Near Kirkwood in St. Louis County, Missouri — The American Midwest (Upper Plains)
The Push Poles and Poling
Dimple-like sockets are often found at the lower corner of freight cars, on the ends of locomotive pilot beams and on the rear corners of tenders. These were needed for a type of switching called "poling."
The car to be moved was not on the same track as the locomotive. This could be because the track was too weak to support the engine, or it could be that if the car were pulled out, it would not have been at the desired end of the engine.
The trainman positioned one end of a push pole in the dimple-like poling socket at the corner of the car, and then the opposite end was carefully aimed at another socket on a slowly approaching engine. After contact was made, the trainman got out of the area; then the engine gave the car a shove. A brakeman would frequently ride the car to operate the handbrake so the car could be kept under control. When the speed slackened, the pole would drop to the ground.
This type of switching was very dangerous and was used only as a last resort, and is not done today.
Erected 2013 by Museum of Transportation.
Topics. This historical marker Railroads & Streetcars. A significant historical year for this entry is 1955.
Location. 38° 34.299′ N, 90° 27.762′ W. Marker is near Kirkwood, Missouri, in St. Louis County. Marker can be reached from Barrett Station Road east of Old Dougherty Ferry Road, on the right when traveling east. Touch for map. Marker is at or near this postal address: 3015 Barrett Station Road, Saint Louis MO 63122, United States of America. Touch for directions.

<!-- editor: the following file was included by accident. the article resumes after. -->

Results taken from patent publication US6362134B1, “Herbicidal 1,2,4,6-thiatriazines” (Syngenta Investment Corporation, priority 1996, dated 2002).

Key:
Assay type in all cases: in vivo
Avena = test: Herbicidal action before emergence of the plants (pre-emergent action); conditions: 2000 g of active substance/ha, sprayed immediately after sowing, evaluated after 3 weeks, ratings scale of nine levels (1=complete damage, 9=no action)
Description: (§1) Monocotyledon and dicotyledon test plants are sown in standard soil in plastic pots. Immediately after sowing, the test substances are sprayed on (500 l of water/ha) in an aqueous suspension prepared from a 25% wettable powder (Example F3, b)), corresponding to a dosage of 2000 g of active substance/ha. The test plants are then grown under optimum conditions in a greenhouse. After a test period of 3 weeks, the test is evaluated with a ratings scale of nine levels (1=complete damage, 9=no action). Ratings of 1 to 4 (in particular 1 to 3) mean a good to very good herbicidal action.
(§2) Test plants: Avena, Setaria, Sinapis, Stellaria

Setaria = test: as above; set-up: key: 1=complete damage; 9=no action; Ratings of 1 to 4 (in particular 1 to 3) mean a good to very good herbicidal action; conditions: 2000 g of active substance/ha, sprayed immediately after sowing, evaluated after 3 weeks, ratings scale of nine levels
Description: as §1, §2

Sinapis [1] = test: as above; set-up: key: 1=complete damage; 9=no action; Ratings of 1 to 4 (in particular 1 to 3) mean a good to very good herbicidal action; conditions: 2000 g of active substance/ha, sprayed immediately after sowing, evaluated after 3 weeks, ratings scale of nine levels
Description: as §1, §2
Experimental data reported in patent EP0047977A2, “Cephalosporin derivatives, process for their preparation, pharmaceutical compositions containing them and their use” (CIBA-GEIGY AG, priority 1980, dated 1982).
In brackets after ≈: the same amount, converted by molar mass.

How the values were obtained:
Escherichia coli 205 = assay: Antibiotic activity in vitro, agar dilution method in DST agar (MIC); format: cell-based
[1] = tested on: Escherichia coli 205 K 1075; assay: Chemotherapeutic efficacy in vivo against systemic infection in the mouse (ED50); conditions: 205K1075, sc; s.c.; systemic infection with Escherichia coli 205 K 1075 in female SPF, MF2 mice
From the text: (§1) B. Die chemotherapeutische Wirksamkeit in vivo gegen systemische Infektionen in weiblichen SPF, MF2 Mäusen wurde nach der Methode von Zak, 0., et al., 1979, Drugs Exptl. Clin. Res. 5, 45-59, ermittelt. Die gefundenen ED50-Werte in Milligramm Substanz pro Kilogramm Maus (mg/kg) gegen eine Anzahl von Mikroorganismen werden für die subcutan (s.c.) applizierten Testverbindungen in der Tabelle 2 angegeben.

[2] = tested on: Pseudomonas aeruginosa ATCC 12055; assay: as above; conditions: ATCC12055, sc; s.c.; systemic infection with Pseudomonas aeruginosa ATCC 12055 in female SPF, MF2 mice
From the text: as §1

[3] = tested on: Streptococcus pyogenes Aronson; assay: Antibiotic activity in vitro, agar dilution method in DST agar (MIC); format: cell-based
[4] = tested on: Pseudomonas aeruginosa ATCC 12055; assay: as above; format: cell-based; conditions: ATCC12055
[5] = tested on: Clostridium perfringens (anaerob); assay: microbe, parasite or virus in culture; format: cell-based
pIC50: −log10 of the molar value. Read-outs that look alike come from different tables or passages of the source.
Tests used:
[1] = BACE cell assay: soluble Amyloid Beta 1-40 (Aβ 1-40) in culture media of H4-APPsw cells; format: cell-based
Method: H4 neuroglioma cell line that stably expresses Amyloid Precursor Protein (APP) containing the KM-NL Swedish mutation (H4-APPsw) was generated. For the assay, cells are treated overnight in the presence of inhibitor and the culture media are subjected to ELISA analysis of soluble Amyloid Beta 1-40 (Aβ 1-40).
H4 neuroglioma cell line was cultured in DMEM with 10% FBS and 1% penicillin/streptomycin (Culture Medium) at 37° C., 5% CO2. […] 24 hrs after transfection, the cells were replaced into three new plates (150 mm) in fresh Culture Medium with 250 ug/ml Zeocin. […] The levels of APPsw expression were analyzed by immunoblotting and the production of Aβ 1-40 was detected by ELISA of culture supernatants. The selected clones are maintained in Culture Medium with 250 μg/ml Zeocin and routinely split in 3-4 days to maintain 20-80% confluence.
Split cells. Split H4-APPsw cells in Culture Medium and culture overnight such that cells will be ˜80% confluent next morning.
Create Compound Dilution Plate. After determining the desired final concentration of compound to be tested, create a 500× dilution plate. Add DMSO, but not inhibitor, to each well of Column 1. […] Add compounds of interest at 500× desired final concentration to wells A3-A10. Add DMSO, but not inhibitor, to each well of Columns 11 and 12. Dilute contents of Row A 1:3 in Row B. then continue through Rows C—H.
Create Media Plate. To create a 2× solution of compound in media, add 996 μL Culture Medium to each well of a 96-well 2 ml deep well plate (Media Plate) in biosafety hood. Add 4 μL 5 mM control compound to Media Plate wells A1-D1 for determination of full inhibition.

Other nearby markers. At least 8 other markers are within walking distance of this marker. #9908 "Silver Charger" (here, next to this marker); Pitman Arms from S.S. Admiral (here, next to this marker); #551 (here, next to this marker); UTLX #14387 (here, next to this marker); #1621 (a few steps from this marker); #96500 (a few steps from this marker); #408 (a few steps from this marker); #1942 (a few steps from this marker). Touch for a list and map of all markers in Kirkwood.
Credits. This page was last revised on September 16, 2020. It was originally submitted on April 28, 2019, by Devry Becker Jones of Washington, District of Columbia. This page has been viewed 168 times since then and 71 times this year. Last updated on September 15, 2020, by Carl Scott Zimmerman of Kirkwood, Missouri. Photos: 1, 2. submitted on April 28, 2019, by Devry Becker Jones of Washington, District of Columbia.